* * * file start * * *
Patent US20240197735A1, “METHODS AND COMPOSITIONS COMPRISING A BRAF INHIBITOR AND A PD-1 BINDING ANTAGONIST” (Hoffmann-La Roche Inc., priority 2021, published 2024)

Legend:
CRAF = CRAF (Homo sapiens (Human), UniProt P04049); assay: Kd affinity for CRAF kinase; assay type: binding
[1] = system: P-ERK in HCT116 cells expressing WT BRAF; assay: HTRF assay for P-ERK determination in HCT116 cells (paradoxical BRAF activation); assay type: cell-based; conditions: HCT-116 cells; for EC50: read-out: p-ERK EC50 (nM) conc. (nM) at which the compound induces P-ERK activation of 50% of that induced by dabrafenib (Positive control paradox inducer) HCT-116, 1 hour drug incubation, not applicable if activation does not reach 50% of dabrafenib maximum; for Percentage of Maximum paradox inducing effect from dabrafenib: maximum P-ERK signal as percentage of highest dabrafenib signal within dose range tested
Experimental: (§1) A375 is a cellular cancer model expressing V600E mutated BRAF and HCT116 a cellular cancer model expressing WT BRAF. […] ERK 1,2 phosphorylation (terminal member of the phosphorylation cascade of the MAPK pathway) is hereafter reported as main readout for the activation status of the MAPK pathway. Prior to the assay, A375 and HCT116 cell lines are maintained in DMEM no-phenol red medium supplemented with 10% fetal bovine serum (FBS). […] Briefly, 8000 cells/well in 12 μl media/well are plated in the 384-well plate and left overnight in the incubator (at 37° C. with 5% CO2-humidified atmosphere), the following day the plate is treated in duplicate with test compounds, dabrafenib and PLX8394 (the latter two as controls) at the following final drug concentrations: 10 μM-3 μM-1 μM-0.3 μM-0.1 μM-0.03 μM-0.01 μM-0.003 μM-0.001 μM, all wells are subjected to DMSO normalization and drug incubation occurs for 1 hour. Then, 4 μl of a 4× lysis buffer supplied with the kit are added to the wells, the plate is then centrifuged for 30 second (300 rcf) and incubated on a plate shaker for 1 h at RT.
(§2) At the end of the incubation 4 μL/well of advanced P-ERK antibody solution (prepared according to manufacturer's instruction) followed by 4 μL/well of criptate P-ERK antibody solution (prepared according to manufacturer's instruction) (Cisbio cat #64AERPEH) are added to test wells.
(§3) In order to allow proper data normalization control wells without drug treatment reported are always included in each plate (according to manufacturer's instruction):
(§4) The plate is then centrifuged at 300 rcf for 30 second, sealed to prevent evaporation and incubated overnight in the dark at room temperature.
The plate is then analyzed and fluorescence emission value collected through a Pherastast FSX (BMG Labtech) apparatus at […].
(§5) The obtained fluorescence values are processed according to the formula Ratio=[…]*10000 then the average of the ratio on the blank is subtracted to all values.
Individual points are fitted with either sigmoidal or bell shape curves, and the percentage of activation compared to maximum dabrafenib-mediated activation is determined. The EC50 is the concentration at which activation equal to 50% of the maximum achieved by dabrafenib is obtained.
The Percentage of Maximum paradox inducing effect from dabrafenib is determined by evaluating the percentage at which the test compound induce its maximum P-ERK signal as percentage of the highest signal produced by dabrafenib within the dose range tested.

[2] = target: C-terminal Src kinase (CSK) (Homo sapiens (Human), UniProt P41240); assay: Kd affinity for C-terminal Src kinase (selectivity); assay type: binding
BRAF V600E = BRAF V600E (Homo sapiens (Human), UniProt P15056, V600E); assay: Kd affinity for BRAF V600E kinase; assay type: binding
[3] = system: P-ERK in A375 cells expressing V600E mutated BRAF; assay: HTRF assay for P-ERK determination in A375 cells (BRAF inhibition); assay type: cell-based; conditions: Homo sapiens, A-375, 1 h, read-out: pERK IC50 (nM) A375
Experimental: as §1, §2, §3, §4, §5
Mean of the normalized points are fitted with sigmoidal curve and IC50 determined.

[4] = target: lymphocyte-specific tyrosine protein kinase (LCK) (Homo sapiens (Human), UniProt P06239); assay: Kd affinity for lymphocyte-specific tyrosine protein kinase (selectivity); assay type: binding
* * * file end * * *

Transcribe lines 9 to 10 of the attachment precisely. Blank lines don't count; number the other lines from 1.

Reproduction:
The plate is then analyzed and fluorescence emission value collected through a Pherastast FSX (BMG Labtech) apparatus at […].
(§5) The obtained fluorescence values are processed according to the formula Ratio=[…]*10000 then the average of the ratio on the blank is subtracted to all values.